Improving Farm Practices and Evaluating Livestock Farmers’ Attitudes to Greenhouse Gas Emission Mitigation

  • Sara Burbi

    Student thesis: Doctoral ThesisDoctor of Philosophy


    In recent years the farming sector has been under growing pressure. Markets influence demand and prices, challenging farmers to improve production, business competitiveness
    and reduce environmental impact. Agriculture accounts for 9% of the total greenhouse gas emissions in the United Kingdom. Quantitative scientific literature provides useful strategies to reduce methane and nitrous oxide emissions from livestock farms. Their adoption may depend on their effectiveness and the influence of farmers’ perceptions of climate change on their decision- making. Adopting concepts of translational research and participatory action research, the study builds social capital among 14 livestock farmers in the South West and West Midlands, and evaluates the potential for adoption of emission mitigation strategies. The Rapid Farm Practices Appraisal (RFPA) tool was created to assess farm practices based on their mitigation potential. Practices were assessed twice over 6-9 months. Semi-structured interviews were used to assess barriers and opportunities to farmer engagement and on-farm innovation. Farmers were invited to a focus group meeting to network with other farmers and engage with researchers. All farmers participated in the 2 farm assessments. Only half the farmers adopted changes in farm management. The main difficulties related to the storage and treatment of manures due to the financial investments necessary. All farmers appreciated the RFPA tool, the clearness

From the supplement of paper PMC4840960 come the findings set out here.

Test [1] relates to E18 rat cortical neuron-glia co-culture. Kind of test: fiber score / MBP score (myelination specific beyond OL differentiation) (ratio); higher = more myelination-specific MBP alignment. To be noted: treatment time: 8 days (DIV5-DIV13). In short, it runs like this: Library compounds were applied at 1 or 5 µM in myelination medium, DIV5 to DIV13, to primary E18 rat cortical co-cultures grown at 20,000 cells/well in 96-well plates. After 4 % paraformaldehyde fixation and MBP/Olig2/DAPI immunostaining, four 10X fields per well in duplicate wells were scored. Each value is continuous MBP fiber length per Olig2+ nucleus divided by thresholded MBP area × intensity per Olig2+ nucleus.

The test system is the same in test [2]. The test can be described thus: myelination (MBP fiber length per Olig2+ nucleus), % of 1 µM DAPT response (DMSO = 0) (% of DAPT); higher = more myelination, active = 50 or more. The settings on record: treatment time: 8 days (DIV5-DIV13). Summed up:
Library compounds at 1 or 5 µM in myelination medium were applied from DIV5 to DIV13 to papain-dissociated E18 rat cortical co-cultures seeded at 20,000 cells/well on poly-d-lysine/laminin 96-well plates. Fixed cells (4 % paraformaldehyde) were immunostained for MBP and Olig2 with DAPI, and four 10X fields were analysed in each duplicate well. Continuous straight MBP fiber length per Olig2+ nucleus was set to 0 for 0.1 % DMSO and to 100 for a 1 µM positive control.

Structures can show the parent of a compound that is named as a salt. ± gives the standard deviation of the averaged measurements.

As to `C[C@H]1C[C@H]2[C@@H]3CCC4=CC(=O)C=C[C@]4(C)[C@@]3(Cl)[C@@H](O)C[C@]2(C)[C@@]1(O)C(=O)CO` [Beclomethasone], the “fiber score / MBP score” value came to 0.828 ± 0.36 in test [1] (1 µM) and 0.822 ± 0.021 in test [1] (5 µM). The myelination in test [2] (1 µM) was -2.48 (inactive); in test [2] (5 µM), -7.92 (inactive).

of the information provided and the focus of the tool on practices directly. All farmers accepted to be interviewed during the second farm visit; however, 2 farmers were unable to participate in the focus group meeting. Farmers’ main obstacles to innovation were
    limited financial capital, lack of trust in government action and confusion over the effectiveness of farm advice on mitigation. The lack of long-term flexibility of agricultural policies greatly influenced farmers’ decision-making. Farmers preferred practical solutions obtained through consistent, clear and transparent advisory services. The source of information greatly influenced their acceptance of advice. Farmers preferred peer-to-peer
    knowledge sharing and participatory activities in order to access knowledge on mitigation directly from scientists. Results provide positive grounds for the expansion of the RFPA tool to include economic assessment of farm practices and the engagement of a larger pool of farmers. Further research is needed in order to better understand how the source of information influences farmers’ acceptance of climate change science. Further studies should include a comparison between different farming systems i.e. organic v conventional, small-scale v large-scale.
    Date of Award2014
    Original languageEnglish
    Awarding Institution
    • Coventry University
    SupervisorJohn S. Conway (Supervisor) & Richard N Baines (Supervisor)


    • greenhouse gases
    • participatory action research
    • translational research
    • sustainable farming systems

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